He has gone from relative obscurity to national acclaim in the course of six years, from being thought of as the guy who was fortunate to have coached Peyton Manning to the coach who led Tennessee to last season's national championship.
Phillip Fulmer has spent a career coming out of the shadows cast by others: first as the assistant coach who replaced the legendary Johnny Majors, then as the fellow who coached the Vols to a 13-0 season the year after Manning graduated.
Tonight, Fulmer can add to his own legacy, not to mention his glittering 68-11 record, when second-ranked Tennessee plays fourth-ranked Florida at "The Swamp" in Gainesville, Fla.
As happened to Manning, as well as to Tennessee women's basketball coach Pat Summitt, there is now a street on the campus named after Fulmer. It runs by venerable Neyland Stadium.
"That's a great honor," Fulmer said over the summer. "That's about as good as it gets. But they might take it down if we don't win."
Tennessee fans judge Fulmer on two things: his overall record, which represents the highest winning percentage among active Division I-A coaches; also his record against Spurrier, which is now 2-5 after last year's 20-17 overtime victory in Knoxville.
"It's hard to compare Phillip to Johnny Majors or to Steve Spurrier," Vicky Fulmer said yesterday from Knoxville. "But I know they would like to have his record."
Fulmer is the antithesis of Spurrier. Their careers, not to mention their personalities, couldn't be more different: Spurrier won the Heisman Trophy while playing quarterback at Florida. Fulmer was an offensive lineman at Tennessee.
Spurrier spent four years as an assistant coach before starting his head coaching career with the Tampa Bay Bandits of the United States Football League in 1983. Fulmer labored as a college assistant for 20 years, including the last 12 at Tennessee, before taking over for Majors.
Last season's run, culminating with a 23-16 win over Florida State in the Fiesta Bowl, gave the school its first consensus national championship since 1951 and Fulmer the widespread respect that had long eluded him.
"I enjoyed it," Fulmer, 49, said during the summer. "From a professional standpoint, it's the pinnacle. But it's not like you have won the lottery and can retire or go into the stands and put your feet up."
Still, Vicky Fulmer has noticed a difference in her husband of 18 years since his victory in Tempe.
"He's not as preoccupied as he used to be," she said. "There used to be years that would go when I would say things to him and he wouldn't notice. He gets home a lot more than he used to. He got home at 8 o'clock last night, which was unheard of before. If anything, the pressure is off him a little because he delivered what he had promised -- bringing Tennessee football to another level."
Not that Fulmer has eased up totally, especially when it comes to recruiting. Without the natural home-grown recruiting base that exists for such schools as Florida and Florida State, or the tradition of other programs such as Penn State and Notre Dame, Fulmer has to take a different approach.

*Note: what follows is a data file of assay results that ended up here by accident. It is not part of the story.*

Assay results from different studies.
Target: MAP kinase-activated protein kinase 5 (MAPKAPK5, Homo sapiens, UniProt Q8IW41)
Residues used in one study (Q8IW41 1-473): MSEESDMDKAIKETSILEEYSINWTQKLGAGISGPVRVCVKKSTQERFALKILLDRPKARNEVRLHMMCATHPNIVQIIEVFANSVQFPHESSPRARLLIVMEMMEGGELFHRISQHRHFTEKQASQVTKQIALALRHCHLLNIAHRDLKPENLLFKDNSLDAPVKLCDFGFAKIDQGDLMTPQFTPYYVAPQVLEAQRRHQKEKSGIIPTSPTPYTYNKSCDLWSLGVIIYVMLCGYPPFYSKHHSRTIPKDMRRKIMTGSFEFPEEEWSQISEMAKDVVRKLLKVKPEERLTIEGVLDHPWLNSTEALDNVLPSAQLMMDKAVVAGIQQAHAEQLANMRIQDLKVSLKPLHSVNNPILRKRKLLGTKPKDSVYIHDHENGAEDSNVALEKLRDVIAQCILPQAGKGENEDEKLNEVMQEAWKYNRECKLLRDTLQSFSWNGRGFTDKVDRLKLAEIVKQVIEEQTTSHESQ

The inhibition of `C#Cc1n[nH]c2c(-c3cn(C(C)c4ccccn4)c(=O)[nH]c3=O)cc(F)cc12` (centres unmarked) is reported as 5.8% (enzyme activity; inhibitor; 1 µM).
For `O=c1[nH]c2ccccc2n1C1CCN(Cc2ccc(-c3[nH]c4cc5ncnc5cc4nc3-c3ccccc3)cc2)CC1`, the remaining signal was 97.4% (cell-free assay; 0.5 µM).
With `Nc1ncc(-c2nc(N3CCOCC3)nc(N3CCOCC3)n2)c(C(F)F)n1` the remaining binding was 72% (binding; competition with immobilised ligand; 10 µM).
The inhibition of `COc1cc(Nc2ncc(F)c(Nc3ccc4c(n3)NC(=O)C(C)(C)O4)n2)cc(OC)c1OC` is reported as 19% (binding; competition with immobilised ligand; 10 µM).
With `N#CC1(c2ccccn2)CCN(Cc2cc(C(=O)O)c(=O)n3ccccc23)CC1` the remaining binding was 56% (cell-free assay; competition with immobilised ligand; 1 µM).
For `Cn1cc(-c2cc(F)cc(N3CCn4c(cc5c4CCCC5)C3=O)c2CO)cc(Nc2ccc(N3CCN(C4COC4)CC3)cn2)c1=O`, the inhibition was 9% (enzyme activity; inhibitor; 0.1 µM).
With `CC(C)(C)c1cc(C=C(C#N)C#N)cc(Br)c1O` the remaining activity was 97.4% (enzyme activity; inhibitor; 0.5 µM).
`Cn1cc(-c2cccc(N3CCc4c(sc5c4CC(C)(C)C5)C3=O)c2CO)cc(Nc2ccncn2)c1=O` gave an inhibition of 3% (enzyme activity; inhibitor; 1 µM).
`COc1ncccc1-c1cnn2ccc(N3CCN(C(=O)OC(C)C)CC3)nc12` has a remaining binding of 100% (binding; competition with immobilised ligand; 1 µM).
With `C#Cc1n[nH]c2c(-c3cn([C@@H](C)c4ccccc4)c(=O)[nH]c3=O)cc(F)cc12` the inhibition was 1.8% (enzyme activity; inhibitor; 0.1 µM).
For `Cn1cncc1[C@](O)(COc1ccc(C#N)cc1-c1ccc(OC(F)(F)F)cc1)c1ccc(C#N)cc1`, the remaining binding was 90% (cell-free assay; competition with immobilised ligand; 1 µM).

"He sells us on how much fun it is to play for Tennessee -- and for him," said senior quarterback Tee Martin, who passed up a chance to play at nearby Auburn to be Manning's backup for two years. "I think winning the national championship has made him even more relaxed."
Those who don't quite see it that way include former longtime assistant coach David Cutcliffe.
"I don't think Phillip is ever relaxed," said Cutcliffe, now in his first season as head coach at Mississippi. "Even when I talk with him on the phone, he's intense. I don't know what Tee's talking about."
Vicky Fulmer agrees in that assessment.
"I can't imagine him joking around in the staff meetings," she said.
Those familiar with the program say that Fulmer's coaching personality was shaped by the circumstances under which he got the job. Some believed -- and Fulmer vehemently denied -- that he quietly campaigned for it while serving as interim coach while Majors recovering from bypass surgery, causing friction among a large number of Majors' supporters.
Then there was the fact that while compiling an impressive record, Fulmer was often out-coached in big games. Most galling were the five straight defeats to Spurrier after beating him during his four-game stretch as interim head coach at the start of the 1992 season. There also was the 42-17 loss to Nebraska in the Orange Bowl two years ago, which Fulmer wound up using as the motivation for last season with his players.
"I tell our people [fans] that we're not going to win all our games all the time," Fulmer said. "I think we did have some good football teams along the way. If we had been a little luckier in 1995 [when the Vols finished 11-1] and 1997 [11-2], this would have been our third national championship."
If they can beat the hated Gators in Gainesville tonight for the first time since 1971, the Vols will certainly be in position to repeat. Their toughest game remaining will most likely be at Arkansas in mid-November, playing a team looking to avenge last year's fluke last-minute fumble and subsequent Tennessee touchdown in a 28-24 loss.
But first Tennessee will try to silence "The Swamp" and the big-mouthed coach who has carved his own legend there. Despite winning four SEC titles and a national championship while putting together a 115-31-2 record in 12 seasons -- a mark that ranks behind only Fulmer and Penn State's Joe Paterno among active coaches -- there is no street named in Spurrier's honor on campus.
Told that the Gators' coach wouldn't mind driving his car down Spurrier Pass every morning, Fulmer smiled.
"That's good," he said.